Elizabeth loved the swings. I ran to them, but they were empty.
I tried the seesaws. Elizabeth had once said that she found a perfect place to hide near the seesaws. Yet there was no sign of her there either.
Then I tried the basketball field nearby. Elizabeth had some friends there – they might have seen her. The pitch lay still and quiet. Her friends had long gone.
I went to the pool where the ducks swam. I checked every single bench. I ran along every single path. Still, I found nothing. Where could Elizabeth be? The fountain? The slides? The bars? The roundabouts? The jungle gym! The sandpit! The merry-go-round! The rope bridge! The toilet! And… and… where else? My mind was racing and screaming now, leaving me in complete chaos.
I shouted, screaming Elizabeth’s name until my voice went hoarse and my throat became sore, but nothing came. Not a response, not a wave or a giggle – nothing, except for my own echo.
I stood with my mind completely lost. I squeezed my eyes hard and wondered what I should do next.
Ice cream! The idea struck me like a fire alarm. The ice cream shop just across the road! That had always been one of Elizabeth’s favourite places. I hurried to the shop but it was already closed.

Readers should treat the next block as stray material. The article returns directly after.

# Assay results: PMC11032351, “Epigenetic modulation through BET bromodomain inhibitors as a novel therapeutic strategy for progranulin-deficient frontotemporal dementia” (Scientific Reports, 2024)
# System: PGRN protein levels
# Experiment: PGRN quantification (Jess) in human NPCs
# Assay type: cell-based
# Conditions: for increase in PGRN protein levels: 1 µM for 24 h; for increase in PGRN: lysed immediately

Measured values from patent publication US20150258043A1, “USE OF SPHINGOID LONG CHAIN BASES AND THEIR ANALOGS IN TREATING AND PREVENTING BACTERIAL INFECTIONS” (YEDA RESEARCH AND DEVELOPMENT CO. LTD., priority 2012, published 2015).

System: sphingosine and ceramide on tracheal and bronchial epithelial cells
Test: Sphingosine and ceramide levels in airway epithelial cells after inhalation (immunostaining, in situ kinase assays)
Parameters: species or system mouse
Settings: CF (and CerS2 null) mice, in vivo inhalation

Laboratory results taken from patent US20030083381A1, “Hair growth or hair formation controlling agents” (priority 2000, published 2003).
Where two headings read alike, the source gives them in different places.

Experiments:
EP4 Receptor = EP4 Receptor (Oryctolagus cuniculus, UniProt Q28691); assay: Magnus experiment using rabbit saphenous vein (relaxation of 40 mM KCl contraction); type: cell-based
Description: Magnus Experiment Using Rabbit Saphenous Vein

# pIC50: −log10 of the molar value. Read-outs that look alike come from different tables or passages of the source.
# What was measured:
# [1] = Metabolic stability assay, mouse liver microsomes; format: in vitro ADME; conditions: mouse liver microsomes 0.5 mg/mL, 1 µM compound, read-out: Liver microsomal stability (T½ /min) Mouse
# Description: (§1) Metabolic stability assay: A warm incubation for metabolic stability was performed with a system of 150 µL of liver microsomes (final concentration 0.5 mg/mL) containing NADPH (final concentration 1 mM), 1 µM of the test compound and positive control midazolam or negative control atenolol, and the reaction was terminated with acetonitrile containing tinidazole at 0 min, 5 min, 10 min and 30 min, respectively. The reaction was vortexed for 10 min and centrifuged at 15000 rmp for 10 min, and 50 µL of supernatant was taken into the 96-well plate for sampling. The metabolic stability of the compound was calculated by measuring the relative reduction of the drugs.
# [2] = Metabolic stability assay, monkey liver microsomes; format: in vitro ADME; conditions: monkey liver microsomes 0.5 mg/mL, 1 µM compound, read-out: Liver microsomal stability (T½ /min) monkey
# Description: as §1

The street was still, and the street lamps were already on. My stomach was all in knots now. A mixture of regret, anger and despair swirled inside me. I wanted to go home. But what could I tell my mother? How could I ever explain? I knew could never go home. I looked up at the waning moon and muttered a wordless prayer, hoping that Elizabeth would somehow miraculously reappear. Even the sky was overcome with a sense of sadness.
I returned to the very same bench where I had sat earlier that day. I could hear nothing but the howling wind, roaring in my ears as though it were blaming me, punishing me for losing my sister. The trees stood rank on rank under the starry sky. Ten million leaves hanging from a million boughs, breathing silently in the night, like monsters ready to strike and swallow at any time. Trembling, quivering, the coldness of the night stung my flesh, chilled my marrow. My teeth chattered as my knees became weak. I hid behind the bench and cried.